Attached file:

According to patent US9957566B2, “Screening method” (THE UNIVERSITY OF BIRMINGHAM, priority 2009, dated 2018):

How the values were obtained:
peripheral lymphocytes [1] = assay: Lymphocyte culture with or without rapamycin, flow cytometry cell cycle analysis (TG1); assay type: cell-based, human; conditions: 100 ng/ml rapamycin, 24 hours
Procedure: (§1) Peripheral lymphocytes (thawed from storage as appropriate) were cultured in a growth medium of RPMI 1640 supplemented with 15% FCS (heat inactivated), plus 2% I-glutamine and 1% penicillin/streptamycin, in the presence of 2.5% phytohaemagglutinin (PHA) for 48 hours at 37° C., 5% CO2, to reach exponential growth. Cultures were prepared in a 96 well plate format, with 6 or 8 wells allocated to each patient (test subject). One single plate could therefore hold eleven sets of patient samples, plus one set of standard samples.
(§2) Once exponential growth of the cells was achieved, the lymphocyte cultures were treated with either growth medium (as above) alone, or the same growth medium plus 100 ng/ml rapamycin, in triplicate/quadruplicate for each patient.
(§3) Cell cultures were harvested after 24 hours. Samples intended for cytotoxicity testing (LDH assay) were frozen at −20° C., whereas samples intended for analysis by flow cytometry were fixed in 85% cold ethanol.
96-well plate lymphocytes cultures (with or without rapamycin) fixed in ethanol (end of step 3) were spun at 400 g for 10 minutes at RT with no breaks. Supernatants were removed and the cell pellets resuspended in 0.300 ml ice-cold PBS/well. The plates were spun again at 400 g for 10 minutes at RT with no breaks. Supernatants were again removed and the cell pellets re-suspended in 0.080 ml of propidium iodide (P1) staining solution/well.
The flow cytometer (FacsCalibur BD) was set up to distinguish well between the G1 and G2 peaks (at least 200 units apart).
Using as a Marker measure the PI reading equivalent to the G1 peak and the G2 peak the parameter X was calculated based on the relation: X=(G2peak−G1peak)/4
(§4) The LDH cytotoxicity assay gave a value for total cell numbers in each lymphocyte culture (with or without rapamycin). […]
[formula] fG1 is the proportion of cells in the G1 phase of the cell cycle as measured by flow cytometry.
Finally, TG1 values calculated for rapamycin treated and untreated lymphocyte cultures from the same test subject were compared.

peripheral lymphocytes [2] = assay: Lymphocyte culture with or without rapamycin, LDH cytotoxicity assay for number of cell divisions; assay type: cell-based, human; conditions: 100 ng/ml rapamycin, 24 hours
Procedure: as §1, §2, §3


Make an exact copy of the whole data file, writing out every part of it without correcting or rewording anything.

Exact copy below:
According to patent US9957566B2, “Screening method” (THE UNIVERSITY OF BIRMINGHAM, priority 2009, dated 2018):

How the values were obtained:
peripheral lymphocytes [1] = assay: Lymphocyte culture with or without rapamycin, flow cytometry cell cycle analysis (TG1); assay type: cell-based, human; conditions: 100 ng/ml rapamycin, 24 hours
Procedure: (§1) Peripheral lymphocytes (thawed from storage as appropriate) were cultured in a growth medium of RPMI 1640 supplemented with 15% FCS (heat inactivated), plus 2% I-glutamine and 1% penicillin/streptamycin, in the presence of 2.5% phytohaemagglutinin (PHA) for 48 hours at 37° C., 5% CO2, to reach exponential growth. Cultures were prepared in a 96 well plate format, with 6 or 8 wells allocated to each patient (test subject). One single plate could therefore hold eleven sets of patient samples, plus one set of standard samples.
(§2) Once exponential growth of the cells was achieved, the lymphocyte cultures were treated with either growth medium (as above) alone, or the same growth medium plus 100 ng/ml rapamycin, in triplicate/quadruplicate for each patient.
(§3) Cell cultures were harvested after 24 hours. Samples intended for cytotoxicity testing (LDH assay) were frozen at −20° C., whereas samples intended for analysis by flow cytometry were fixed in 85% cold ethanol.
96-well plate lymphocytes cultures (with or without rapamycin) fixed in ethanol (end of step 3) were spun at 400 g for 10 minutes at RT with no breaks. Supernatants were removed and the cell pellets resuspended in 0.300 ml ice-cold PBS/well. The plates were spun again at 400 g for 10 minutes at RT with no breaks. Supernatants were again removed and the cell pellets re-suspended in 0.080 ml of propidium iodide (P1) staining solution/well.
The flow cytometer (FacsCalibur BD) was set up to distinguish well between the G1 and G2 peaks (at least 200 units apart).
Using as a Marker measure the PI reading equivalent to the G1 peak and the G2 peak the parameter X was calculated based on the relation: X=(G2peak−G1peak)/4
(§4) The LDH cytotoxicity assay gave a value for total cell numbers in each lymphocyte culture (with or without rapamycin). […]
[formula] fG1 is the proportion of cells in the G1 phase of the cell cycle as measured by flow cytometry.
Finally, TG1 values calculated for rapamycin treated and untreated lymphocyte cultures from the same test subject were compared.

peripheral lymphocytes [2] = assay: Lymphocyte culture with or without rapamycin, LDH cytotoxicity assay for number of cell divisions; assay type: cell-based, human; conditions: 100 ng/ml rapamycin, 24 hours
Procedure: as §1, §2, §3